Asian-Style Gravlax Recipe with Salmon, Kosher Salt, Brown Sugar, Chile Flakes, Five Spice, and Ginger Root

Asian-style Gravlax

Asian-Style Gravlax Recipe with Salmon, Kosher Salt, Brown Sugar, Chile Flakes, Five Spice, and Ginger Root
Region / culture: Asia | Preparation time: 10 minutes | Cooking time: 0 minutes | Servings: 6


Asian-style Gravlax
Asian-style Gravlax

Asian-style Gravlax is a delightful fusion dish that marries the traditional Scandinavian technique of curing fish with the bold flavors of Asian cuisine. This recipe transforms salmon into a succulent, flavorful delicacy with a hint of spice, sweetness, and the aromatic touch of ginger. It's a perfect appetizer or a light meal, offering a unique twist on the classic gravlax.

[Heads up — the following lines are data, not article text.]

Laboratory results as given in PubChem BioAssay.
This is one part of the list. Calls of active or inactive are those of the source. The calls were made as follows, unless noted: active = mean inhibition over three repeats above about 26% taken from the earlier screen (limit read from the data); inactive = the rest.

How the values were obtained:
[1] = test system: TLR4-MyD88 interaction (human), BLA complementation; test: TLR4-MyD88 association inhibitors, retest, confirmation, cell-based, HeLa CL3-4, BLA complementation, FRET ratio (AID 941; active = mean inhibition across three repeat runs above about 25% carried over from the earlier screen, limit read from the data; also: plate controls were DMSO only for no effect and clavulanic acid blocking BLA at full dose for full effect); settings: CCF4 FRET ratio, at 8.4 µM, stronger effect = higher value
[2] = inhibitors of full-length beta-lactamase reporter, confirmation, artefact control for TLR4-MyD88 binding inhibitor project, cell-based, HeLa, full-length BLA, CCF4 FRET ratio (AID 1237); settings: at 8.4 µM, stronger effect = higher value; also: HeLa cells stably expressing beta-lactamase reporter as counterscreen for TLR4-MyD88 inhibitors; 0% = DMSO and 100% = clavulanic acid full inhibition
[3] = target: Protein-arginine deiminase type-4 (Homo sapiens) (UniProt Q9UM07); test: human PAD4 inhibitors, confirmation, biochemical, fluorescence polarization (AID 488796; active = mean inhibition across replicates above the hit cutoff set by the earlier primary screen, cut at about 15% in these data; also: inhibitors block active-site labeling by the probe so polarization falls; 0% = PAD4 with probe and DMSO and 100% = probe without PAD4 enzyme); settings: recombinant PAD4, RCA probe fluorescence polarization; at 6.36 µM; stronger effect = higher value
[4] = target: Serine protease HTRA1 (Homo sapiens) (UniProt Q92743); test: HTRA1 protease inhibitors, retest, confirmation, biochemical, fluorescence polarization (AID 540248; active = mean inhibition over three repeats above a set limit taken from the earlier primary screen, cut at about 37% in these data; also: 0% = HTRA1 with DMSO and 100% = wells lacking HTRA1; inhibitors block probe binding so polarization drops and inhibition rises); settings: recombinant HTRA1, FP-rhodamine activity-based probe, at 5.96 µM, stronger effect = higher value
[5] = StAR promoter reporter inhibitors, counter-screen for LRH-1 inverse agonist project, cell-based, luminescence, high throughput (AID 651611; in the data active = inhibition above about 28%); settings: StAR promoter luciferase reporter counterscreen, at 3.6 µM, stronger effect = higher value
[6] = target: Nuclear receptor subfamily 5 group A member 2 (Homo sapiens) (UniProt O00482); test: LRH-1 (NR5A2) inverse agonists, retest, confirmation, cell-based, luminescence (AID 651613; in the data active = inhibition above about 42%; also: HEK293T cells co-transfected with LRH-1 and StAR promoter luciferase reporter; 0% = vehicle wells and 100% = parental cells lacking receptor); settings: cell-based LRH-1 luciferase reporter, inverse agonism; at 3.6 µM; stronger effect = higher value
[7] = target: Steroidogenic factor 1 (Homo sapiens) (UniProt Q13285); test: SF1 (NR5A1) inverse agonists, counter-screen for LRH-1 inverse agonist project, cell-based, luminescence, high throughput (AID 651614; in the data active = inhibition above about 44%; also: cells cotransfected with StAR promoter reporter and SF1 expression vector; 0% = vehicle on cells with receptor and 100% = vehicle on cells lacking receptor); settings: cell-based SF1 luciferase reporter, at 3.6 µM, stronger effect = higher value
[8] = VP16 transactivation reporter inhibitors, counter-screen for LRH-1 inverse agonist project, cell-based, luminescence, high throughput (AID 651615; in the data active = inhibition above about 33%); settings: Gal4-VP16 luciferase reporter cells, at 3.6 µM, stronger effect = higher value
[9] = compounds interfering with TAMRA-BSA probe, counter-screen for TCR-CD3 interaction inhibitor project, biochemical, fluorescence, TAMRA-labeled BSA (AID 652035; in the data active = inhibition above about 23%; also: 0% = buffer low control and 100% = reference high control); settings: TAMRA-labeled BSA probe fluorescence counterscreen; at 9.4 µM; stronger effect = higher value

Gravlax, originally from Scandinavia, involves curing salmon with salt, sugar, and dill. This method was developed in the Middle Ages as a way to preserve fish. The Asian-style Gravlax recipe takes this traditional technique and infuses it with ingredients common in Asian cooking, such as ginger, chile flakes, and five spice powder, reflecting the growing trend of fusion cuisine.


How to prepare

  1. Place the salmon on a baking sheet.
  2. In a small bowl, combine salt, sugar, chili flakes, and five spice powder. Mix well.
  3. Spread the gingerroot over the top and bottom of the salmon.
  4. Cover the salmon with the spice mixture on both sides.